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lead check


What is lead?
Lead is a metal found naturally in the environment. It has also been widely used over the years in gasoline, house paint and plumbing fixtures. The amount of lead that is released into the environment each year has been greatly reduced by less use of leaded gas, starting in the mid-70’s. Laws forbidding use of lead in house paint (1978) and lead in plumbing solder (1986) have helped as well. Still, lead can be a problem especially in older homes.

Why the concern?
People may be exposed to lead in the food they eat, the air they breathe and the water they drink. Lead can be harmful to health and cause problems when it builds up in the body. Too much lead in the human body can cause serious damage to the brain, nervous system and red blood cells. Pregnant women and young children are at the greatest risk even with short-term, low level exposures. Young children between the ages of sic months and six years are more likely to suffer health problems from lead exposure. Lead poisoning can slow a child’s physical growth and mental development; and can cause behavior problems, mental retardation, kidney and liver damage, blindness and even death.

How does lead get into the water we drink?
Lead in drinking water usually results from the use of lead pipe in water systems or lead-based solder on water pipes. Leaching of lead into water occurs when corrosive water dissolves lead from lead pipes or soldered joints. Soft, corrosive or acidic (low pH) water is more likely to cause leaching, or removal of lead into the water. Water left standing in the pipes over a long period of time also results in leaching. The longer the water stands in the pipes, the greater the possibility of lead being dissolved into the water.

Can the risk be lowered?
Yes, the risk can be lowered, in most cases, pretty easily. To reduce the amount of lead in water:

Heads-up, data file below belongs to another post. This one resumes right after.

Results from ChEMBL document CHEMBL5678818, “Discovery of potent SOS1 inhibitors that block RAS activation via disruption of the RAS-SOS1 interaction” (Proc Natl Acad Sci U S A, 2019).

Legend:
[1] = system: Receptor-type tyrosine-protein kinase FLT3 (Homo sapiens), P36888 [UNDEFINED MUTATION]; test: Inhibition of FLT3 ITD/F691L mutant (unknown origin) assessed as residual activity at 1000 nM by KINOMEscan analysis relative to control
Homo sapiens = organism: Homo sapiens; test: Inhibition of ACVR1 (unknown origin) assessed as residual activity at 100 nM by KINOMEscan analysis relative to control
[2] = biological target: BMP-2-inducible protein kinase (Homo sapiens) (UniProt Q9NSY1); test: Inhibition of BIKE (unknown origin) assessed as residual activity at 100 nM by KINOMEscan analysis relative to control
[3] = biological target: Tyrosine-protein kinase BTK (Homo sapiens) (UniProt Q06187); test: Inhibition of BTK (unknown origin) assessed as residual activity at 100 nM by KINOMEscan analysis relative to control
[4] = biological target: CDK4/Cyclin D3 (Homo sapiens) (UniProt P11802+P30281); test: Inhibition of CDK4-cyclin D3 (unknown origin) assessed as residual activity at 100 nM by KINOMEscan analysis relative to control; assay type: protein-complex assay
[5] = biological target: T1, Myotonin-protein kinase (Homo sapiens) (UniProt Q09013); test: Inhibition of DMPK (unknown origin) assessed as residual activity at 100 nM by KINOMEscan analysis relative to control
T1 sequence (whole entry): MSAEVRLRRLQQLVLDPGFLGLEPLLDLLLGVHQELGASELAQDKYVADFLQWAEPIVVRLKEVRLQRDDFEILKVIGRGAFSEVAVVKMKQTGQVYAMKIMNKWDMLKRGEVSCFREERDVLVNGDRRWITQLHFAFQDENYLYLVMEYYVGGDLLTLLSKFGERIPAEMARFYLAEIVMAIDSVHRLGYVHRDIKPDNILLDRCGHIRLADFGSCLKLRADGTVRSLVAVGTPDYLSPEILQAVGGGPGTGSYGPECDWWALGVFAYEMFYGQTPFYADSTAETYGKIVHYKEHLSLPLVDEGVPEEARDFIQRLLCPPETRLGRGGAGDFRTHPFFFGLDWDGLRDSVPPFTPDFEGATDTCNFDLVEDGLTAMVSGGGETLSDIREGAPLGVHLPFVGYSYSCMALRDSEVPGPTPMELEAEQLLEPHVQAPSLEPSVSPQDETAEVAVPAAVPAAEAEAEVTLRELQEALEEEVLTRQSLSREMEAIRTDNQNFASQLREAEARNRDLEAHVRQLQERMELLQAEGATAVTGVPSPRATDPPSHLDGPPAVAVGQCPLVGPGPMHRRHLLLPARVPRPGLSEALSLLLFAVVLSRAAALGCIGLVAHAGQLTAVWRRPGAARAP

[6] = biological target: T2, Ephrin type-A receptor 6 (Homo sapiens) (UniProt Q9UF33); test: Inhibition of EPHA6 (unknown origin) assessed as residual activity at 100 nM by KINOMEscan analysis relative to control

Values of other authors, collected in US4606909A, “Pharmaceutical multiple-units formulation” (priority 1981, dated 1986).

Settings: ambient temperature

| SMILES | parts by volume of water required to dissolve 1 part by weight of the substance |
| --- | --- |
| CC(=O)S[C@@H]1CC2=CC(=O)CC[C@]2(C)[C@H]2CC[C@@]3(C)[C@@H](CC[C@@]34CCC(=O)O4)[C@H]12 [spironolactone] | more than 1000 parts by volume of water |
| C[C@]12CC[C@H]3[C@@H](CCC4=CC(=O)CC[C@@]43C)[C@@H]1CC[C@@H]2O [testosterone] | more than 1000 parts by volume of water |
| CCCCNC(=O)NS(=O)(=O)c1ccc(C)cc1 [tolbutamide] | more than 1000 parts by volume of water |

1. Run the tap until water is cold to the touch before using it for drinking or cooking. This is especially important after the water has been standing in the pipes overnight or over many hours.

2. Use only water from the cold water tap for cooking, drinking or making a baby’s formula. Hot water picks up more lead from pipes and solder.

3. Check household plumbing for lead-based pipes or solder. A plumber can help.

4. Use only lead-free materials in all plumbing repairs or new faucets and pipes. The use of lead solder in plumbing was banned in New York State in 1986.


If you are planning to buy, rent, or renovate a home built before 1978, you should know that many houses and apartments built before 1978 have paint that contain lead (called lead-based paint.) Lead from paint, chips, and dust can pose serious health hazards if not taken care of properly. In general, the older your home, the more likely it has lead-based paint.

Lead-based paint that is in good condition is usually not a hazard. Peeling, chipping, chalking, or cracking lead-based paint is a hazard and needs immediate attention. Lead based paint may also be a hazard when found on surfaces that children can chew or that get a lot of wear-and -tear. These areas include:

ľ Windows and window sills
ľ Doors and door frames
ľ Stairs, railings and banisters
ľ Porches and fences

Lead dust can form when lead-base paint is dry scraped, dry sanded, or heated. Dust also forms when painted surfaces bump or rub together. Lead chips and dust can get on surfaces and objects that people touch. Settled lead dust can reenter the air when people vacuum, sweep, or walk through it.

More Information on Lead Testing